Epictetus doesn't mess around: the opening paragraph of part 1 of the Enchiridion sets the stage for all Stoic philosophy:
Some things are in our control and others not. Things in our control are opinion, persuit, desire, aversion, and, in a word, whatever are our own actions. Things not in our control are body, property, reputation, command, and, in a word, whatever are not our own actions.
The seperation of things into those that we control and those that we don't is what Irivine calls the Dichotomy of Control, and is the core concept in Stoicism.
In the next paragraph, Epictetus explains why this distinction is important:
The things in our control are by nature free, unrestrained, unhindered; but those not in our control are weak, slavish, restrained, belonging to others. Remember then, that if you suppose that things which are slavish by nature are free, and that what belongs to others is your own, then you will be hindered, you will lament, you will be disturbed, and you will find fault with both gods and men. But if you suppose that only to be your own which is your own, and what belongs to others such as it really is, then no one will ever compel you or restrain you. Further, you will find fault with no one or accuse no one. You will do nothing against your will. No one will hurt you, you will have no enemies, and you will not be harmed.
In other words: by focusing solely on those things which we control (our opinion, persuit, desire, aversion) we can aviod the negative emotions and experiences of life. The rest of the Enchiridion is filled with examples, so I won't flesh this out much more here.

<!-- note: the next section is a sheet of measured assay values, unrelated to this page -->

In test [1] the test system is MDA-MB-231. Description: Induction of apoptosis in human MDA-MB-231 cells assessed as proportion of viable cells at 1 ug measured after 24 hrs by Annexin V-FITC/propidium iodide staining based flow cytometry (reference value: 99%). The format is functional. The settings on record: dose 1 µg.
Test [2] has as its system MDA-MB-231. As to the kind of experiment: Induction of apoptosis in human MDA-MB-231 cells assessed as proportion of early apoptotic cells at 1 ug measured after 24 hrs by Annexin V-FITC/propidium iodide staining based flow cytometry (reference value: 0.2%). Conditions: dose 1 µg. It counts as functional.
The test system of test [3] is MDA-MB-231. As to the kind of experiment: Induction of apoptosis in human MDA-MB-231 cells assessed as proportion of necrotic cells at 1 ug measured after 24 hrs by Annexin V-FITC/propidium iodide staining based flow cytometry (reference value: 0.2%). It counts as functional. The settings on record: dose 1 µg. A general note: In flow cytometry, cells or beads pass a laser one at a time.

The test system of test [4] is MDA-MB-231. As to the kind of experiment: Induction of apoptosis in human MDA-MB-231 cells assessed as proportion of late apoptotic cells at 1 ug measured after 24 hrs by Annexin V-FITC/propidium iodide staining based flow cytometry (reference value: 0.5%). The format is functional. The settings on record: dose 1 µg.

Aiming therefore at such great things, remember that you must not allow yourself to be carried, even with a slight tendency, towards the attainment of lesser things. Instead you must entirey quit some things and for the present postpone the rest. But if you would both have these great things, along with power and riches, then you will not gain even the latter, because you aim at the former too: but you will absolutely fail of the former, by which alone happiness and freedom are achieved.
This is a call to action, and a caution. If you want to achieve the peace and contentment that Stoicism offers, you can't let yourself be distracted by the persuit of other more base desires. As we'll get to later, the Stoics are not anti-wealth, but they are certainly against the desire for wealth.
This is not, as it may appear, a call to head into the wilderness leaving your worldly possessions behind. Instead it is a warning that you cannot aim to simultaneiously improve your Stoic practice and your position in the world. The things to be posponed or removed are particular behaviours and thoughts, not posessions.
Work, therefore, to be able to say to every harsh appearance, "You are but an appearance, and not absolutely the thing you appear to be". And then examine it by those rules which you have, and first, and chiefly, by this: whether it concerns the things which are in our own control, or those which are not; and, if it concerns anything not in our control, be prepared to say that is is nothing to you.
Part 1 closes out, as is often the case, with some practical advice. The first step on the Stoic path is to look at things which upset you, decide if it is something you control, and if not, to let it go.
For example, a collegue might make it clear that they don't respect your work. Do you control what that person things of you? No. So remind yourself that your focus is on your own actions, and move on.